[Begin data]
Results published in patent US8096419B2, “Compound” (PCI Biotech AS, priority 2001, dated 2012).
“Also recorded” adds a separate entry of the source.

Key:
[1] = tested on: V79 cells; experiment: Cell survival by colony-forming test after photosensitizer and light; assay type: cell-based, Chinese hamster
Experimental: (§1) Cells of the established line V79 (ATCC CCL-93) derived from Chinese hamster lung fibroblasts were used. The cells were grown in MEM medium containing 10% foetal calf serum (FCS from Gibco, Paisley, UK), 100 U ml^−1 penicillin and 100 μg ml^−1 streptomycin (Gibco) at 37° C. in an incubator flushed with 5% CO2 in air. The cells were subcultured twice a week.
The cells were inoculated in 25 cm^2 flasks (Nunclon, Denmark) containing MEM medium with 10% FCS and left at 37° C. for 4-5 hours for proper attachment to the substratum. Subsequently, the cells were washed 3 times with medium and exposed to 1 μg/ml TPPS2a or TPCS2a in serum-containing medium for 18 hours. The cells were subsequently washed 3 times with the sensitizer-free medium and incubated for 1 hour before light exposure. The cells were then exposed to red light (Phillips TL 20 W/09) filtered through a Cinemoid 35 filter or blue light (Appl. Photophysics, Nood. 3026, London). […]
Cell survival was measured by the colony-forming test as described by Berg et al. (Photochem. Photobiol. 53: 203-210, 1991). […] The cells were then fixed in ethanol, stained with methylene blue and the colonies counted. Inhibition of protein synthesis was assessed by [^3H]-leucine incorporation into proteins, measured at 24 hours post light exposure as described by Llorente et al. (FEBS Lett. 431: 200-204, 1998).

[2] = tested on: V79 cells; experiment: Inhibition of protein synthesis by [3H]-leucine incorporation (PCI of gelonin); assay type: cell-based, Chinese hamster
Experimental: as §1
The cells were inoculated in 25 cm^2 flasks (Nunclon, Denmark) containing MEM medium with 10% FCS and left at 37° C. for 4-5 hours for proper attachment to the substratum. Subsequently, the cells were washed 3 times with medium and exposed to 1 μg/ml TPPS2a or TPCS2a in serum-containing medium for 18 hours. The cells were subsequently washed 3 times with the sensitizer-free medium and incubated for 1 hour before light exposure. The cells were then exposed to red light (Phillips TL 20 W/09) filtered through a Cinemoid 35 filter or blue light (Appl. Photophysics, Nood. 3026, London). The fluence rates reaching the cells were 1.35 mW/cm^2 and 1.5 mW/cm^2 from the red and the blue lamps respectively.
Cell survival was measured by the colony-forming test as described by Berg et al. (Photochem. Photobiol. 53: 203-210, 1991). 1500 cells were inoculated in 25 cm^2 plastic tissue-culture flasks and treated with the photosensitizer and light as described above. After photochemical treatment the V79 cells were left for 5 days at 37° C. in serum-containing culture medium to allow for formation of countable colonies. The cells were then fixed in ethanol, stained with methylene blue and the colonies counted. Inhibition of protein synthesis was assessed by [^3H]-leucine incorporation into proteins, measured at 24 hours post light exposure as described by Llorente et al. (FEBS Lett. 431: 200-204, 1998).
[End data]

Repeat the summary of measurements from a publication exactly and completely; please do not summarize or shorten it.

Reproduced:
Results published in patent US8096419B2, “Compound” (PCI Biotech AS, priority 2001, dated 2012).
“Also recorded” adds a separate entry of the source.

Key:
[1] = tested on: V79 cells; experiment: Cell survival by colony-forming test after photosensitizer and light; assay type: cell-based, Chinese hamster
Experimental: (§1) Cells of the established line V79 (ATCC CCL-93) derived from Chinese hamster lung fibroblasts were used. The cells were grown in MEM medium containing 10% foetal calf serum (FCS from Gibco, Paisley, UK), 100 U ml^−1 penicillin and 100 μg ml^−1 streptomycin (Gibco) at 37° C. in an incubator flushed with 5% CO2 in air. The cells were subcultured twice a week.
The cells were inoculated in 25 cm^2 flasks (Nunclon, Denmark) containing MEM medium with 10% FCS and left at 37° C. for 4-5 hours for proper attachment to the substratum. Subsequently, the cells were washed 3 times with medium and exposed to 1 μg/ml TPPS2a or TPCS2a in serum-containing medium for 18 hours. The cells were subsequently washed 3 times with the sensitizer-free medium and incubated for 1 hour before light exposure. The cells were then exposed to red light (Phillips TL 20 W/09) filtered through a Cinemoid 35 filter or blue light (Appl. Photophysics, Nood. 3026, London). […]
Cell survival was measured by the colony-forming test as described by Berg et al. (Photochem. Photobiol. 53: 203-210, 1991). […] The cells were then fixed in ethanol, stained with methylene blue and the colonies counted. Inhibition of protein synthesis was assessed by [^3H]-leucine incorporation into proteins, measured at 24 hours post light exposure as described by Llorente et al. (FEBS Lett. 431: 200-204, 1998).

[2] = tested on: V79 cells; experiment: Inhibition of protein synthesis by [3H]-leucine incorporation (PCI of gelonin); assay type: cell-based, Chinese hamster
Experimental: as §1
The cells were inoculated in 25 cm^2 flasks (Nunclon, Denmark) containing MEM medium with 10% FCS and left at 37° C. for 4-5 hours for proper attachment to the substratum. Subsequently, the cells were washed 3 times with medium and exposed to 1 μg/ml TPPS2a or TPCS2a in serum-containing medium for 18 hours. The cells were subsequently washed 3 times with the sensitizer-free medium and incubated for 1 hour before light exposure. The cells were then exposed to red light (Phillips TL 20 W/09) filtered through a Cinemoid 35 filter or blue light (Appl. Photophysics, Nood. 3026, London). The fluence rates reaching the cells were 1.35 mW/cm^2 and 1.5 mW/cm^2 from the red and the blue lamps respectively.
Cell survival was measured by the colony-forming test as described by Berg et al. (Photochem. Photobiol. 53: 203-210, 1991). 1500 cells were inoculated in 25 cm^2 plastic tissue-culture flasks and treated with the photosensitizer and light as described above. After photochemical treatment the V79 cells were left for 5 days at 37° C. in serum-containing culture medium to allow for formation of countable colonies. The cells were then fixed in ethanol, stained with methylene blue and the colonies counted. Inhibition of protein synthesis was assessed by [^3H]-leucine incorporation into proteins, measured at 24 hours post light exposure as described by Llorente et al. (FEBS Lett. 431: 200-204, 1998).